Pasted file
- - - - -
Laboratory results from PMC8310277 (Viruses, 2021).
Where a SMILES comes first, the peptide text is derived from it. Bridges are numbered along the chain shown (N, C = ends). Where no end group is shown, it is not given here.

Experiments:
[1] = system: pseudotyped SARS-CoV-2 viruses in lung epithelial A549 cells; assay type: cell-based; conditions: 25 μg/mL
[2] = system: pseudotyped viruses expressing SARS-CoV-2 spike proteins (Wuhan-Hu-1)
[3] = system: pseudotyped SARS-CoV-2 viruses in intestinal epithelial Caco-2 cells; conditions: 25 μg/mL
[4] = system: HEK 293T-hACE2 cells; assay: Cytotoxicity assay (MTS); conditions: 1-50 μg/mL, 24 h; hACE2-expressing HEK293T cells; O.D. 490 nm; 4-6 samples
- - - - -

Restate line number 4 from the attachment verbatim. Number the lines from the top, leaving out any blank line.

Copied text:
[1] = system: pseudotyped SARS-CoV-2 viruses in lung epithelial A549 cells; assay type: cell-based; conditions: 25 μg/mL